Sunday, June 3, 2018

One In Five Sometimes

Black Locust is a tree that is native to North America but not to New York State.  Central Pennsylvania marks the northern limit of the natural appearance of this tree.  Our late frost is the issue that hampers this tree's natural rhythms.  Here it is among the last trees to leaf out.  On occasion a late frost will take the young leaves but to date a second set has always followed.  Blossoms fare far harder here.  When frost ends them there are none that year.  If we are lucky blossoms form one year in five.  This is the first year in our memory that the month of May was totally frost free here.  Many of our plants have responded strongly to the steady warm temperatures. 

Huge clusters of white hooded flowers impact several of our senses.  Since most of my time is spent looking downward to find safe passage over our rough uneven ground, it was the airborne scent that first captured my attention.  Its subtle sweetness is unmistakable and when I walked into the scented air the existence of locust flowers was instantly recognized.  How their perfume can be so quickly recognized despite its lightness is a puzzle.  The visual statement of these sparkling white flowers is a rare treat.  The buzzing of hundreds of feeding bees is quite an experience.  Feeding bees are not likely to sting.  Full pollen baskets prevent the bees from taking the stinging posture and the abundant food stabilizes their good mood so nearness to happy bees can be an uncommon but enjoyable experience.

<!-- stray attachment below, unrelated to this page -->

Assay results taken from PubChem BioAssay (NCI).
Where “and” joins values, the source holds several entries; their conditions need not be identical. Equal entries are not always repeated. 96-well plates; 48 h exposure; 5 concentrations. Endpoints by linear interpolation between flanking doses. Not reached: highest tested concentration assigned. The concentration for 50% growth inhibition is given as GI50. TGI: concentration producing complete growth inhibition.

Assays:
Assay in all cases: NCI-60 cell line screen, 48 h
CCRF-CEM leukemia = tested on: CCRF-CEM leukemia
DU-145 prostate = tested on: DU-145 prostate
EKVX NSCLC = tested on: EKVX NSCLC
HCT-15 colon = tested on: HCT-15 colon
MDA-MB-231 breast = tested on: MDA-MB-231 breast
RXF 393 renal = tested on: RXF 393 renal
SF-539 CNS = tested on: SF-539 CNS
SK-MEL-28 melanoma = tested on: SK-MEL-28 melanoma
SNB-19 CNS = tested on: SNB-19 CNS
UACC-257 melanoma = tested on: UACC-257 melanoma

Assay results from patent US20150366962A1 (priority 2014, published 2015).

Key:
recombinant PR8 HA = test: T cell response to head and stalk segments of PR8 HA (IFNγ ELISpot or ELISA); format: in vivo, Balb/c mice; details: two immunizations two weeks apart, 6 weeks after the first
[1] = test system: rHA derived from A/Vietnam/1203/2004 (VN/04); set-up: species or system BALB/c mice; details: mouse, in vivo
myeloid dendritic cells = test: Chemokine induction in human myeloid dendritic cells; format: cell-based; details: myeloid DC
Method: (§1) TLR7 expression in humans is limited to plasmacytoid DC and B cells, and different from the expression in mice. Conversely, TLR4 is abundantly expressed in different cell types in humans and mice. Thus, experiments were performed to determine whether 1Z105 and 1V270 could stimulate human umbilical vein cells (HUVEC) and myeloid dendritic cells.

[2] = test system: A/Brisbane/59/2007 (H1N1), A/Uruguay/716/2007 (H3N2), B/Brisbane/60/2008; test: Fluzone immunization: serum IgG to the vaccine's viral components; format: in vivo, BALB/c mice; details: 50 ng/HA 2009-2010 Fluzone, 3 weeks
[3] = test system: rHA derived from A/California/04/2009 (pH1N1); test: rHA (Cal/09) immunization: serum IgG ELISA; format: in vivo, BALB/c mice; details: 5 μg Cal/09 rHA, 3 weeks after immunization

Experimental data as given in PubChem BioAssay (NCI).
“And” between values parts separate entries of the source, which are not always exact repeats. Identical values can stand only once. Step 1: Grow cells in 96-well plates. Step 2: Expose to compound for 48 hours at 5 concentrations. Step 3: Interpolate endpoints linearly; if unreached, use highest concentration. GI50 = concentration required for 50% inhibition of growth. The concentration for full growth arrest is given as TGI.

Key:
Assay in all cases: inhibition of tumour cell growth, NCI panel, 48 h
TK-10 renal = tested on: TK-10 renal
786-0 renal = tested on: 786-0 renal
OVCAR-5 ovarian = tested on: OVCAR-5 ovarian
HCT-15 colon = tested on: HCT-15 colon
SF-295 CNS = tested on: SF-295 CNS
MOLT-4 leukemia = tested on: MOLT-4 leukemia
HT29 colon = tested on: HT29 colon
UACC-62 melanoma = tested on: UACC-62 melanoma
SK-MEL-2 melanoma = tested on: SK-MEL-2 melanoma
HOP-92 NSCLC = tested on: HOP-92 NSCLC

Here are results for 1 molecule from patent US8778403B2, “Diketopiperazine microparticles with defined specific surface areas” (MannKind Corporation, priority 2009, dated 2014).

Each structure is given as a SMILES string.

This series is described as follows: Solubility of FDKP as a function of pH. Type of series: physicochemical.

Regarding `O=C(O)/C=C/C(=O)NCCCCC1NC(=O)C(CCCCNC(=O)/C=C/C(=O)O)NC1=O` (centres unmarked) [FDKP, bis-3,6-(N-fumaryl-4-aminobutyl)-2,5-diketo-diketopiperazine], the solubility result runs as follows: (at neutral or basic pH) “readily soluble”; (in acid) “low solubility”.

We planted both the locust and pine trees to form a screen between us and the new house that appeared after we had purchased our land.  The combination of the two species is working well.  Locust growth is rather open as these trees require full sunlight to sustain life.  The younger pines are filling in the desired visual screen behind the locusts.

When we first obtained this land, truckloads of compost were moved here from the village facility.  This locust tree grew up out of the resulting compost pile.  It now provides the shade for our garden and the lateness of its leaves lengthens the sunny period for our woodland plants.  For the next few days sitting on the stone wall under this tree will provide us with both shade and the many benefits that spring from locust flowers.

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